Lecture03Notes

Lecture03Notes - Physics 121. Thursday, January 24, 2008....

Info iconThis preview shows pages 1–3. Sign up to view the full content.

View Full Document Right Arrow Icon
1 Frank L. H. Wolfs Department of Physics and Astronomy, University of Rochester Physics 121. Thursday, January 24, 2008. Thor's Emerald Helmet. Credit & Copyright: Robert Gendler Frank L. H. Wolfs Department of Physics and Astronomy, University of Rochester Physics 121. Thursday, January 24, 2008. Topics: Updated Course Information Review of motion in one dimension Motion in two dimensions: Vectors Position, velocity, and acceleration in two and three dimensions Projectile motion Frank L. H. Wolfs Department of Physics and Astronomy, University of Rochester Physics 121 Updated course information The Physics 121 workshops will start on Monday January 28. The physics 121 laboratories will start also on Monday January 28. There will be no lecture on Thursday 1/31. I will be in Europe from Wednesday 1/30 until Monday 2/4. Anyone who did not take the Diagnostic Test on Tuesday 1/22 needs to make up this test on Thursday morning 1/31 at 9.40 am in Hoyt (it will take 45 minutes to complete this Diagnostic Test).
Background image of page 1

Info iconThis preview has intentionally blurred sections. Sign up to view the full version.

View Full DocumentRight Arrow Icon
2 Frank L. H. Wolfs Department of Physics and Astronomy, University of Rochester Review of motion in one dimension. Translational motion on one dimension can be described in terms of three parameters: The position x ( t ): units m. The velocity v ( t ): units m/s. The acceleration a ( t ): units m/s 2 . An important special case is the case of constant acceleration (acceleration independent of time) a = dv dt = constant v(t) = v 0 + a t x(t) = x 0 + v 0 t + 1 2 a t 2 Frank L. H. Wolfs Department of Physics and Astronomy, University of Rochester Review of motion in one dimension. a = dv dt = - g v(t) = v 0 - g t y(t) = y 0 + v 0 t - 1 2 g t 2 Note: in this format, g is assumed to be the magnitude of the gravitational acceleration. Frank L. H. Wolfs Department of Physics and Astronomy, University of Rochester Motion in two or three dimensions.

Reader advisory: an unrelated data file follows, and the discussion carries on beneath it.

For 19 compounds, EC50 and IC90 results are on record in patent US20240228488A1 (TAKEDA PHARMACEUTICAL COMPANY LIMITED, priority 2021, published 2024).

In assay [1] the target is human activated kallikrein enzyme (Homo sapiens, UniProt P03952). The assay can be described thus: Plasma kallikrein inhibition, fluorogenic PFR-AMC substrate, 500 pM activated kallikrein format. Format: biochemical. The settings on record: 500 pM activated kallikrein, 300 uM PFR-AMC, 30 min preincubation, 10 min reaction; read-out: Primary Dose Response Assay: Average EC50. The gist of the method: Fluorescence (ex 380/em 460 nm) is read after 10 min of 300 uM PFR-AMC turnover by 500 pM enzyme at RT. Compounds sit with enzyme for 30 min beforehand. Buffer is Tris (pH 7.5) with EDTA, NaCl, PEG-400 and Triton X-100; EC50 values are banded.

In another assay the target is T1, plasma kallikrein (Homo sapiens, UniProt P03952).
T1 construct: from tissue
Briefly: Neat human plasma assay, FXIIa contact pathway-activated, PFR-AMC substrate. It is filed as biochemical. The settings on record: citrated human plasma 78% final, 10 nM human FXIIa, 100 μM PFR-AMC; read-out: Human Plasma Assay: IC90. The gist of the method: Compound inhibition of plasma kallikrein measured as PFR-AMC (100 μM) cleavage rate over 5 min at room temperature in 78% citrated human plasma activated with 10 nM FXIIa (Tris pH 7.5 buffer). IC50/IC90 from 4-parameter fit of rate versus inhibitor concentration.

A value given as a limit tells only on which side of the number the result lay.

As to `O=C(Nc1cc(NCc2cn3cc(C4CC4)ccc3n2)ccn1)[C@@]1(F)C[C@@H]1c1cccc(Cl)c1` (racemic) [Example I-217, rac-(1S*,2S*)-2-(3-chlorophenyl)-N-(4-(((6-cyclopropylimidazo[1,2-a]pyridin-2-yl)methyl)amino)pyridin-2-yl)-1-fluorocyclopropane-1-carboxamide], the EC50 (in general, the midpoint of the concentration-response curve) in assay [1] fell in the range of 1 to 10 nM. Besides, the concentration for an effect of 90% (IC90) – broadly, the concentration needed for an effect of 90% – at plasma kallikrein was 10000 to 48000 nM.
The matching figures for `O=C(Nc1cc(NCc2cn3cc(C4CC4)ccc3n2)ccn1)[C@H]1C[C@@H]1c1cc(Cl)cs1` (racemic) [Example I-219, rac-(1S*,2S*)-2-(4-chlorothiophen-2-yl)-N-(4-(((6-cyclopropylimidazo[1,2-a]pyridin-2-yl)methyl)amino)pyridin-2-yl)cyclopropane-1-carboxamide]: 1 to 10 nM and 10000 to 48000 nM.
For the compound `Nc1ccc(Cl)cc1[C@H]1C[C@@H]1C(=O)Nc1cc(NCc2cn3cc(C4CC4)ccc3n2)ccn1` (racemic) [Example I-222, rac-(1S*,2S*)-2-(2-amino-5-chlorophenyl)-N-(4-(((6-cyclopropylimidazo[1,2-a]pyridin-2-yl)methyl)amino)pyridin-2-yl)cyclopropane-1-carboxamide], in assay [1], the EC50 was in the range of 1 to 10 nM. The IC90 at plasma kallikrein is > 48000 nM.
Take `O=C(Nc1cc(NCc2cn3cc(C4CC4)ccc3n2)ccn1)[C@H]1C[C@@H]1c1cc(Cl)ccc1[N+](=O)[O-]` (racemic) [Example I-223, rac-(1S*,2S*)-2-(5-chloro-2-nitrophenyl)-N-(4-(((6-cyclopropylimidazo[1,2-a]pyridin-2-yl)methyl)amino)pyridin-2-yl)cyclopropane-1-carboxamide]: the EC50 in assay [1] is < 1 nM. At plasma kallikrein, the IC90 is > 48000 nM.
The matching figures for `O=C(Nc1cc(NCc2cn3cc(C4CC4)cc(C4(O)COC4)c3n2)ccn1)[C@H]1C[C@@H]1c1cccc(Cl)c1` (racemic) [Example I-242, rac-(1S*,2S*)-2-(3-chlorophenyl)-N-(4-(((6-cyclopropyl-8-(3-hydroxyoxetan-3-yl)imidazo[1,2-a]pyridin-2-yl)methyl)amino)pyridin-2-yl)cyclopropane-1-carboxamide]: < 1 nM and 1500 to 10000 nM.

Background image of page 2
Image of page 3
This is the end of the preview. Sign up to access the rest of the document.

Page1 / 8

Lecture03Notes - Physics 121. Thursday, January 24, 2008....

This preview shows document pages 1 - 3. Sign up to view the full document.

View Full Document Right Arrow Icon
Ask a homework question - tutors are online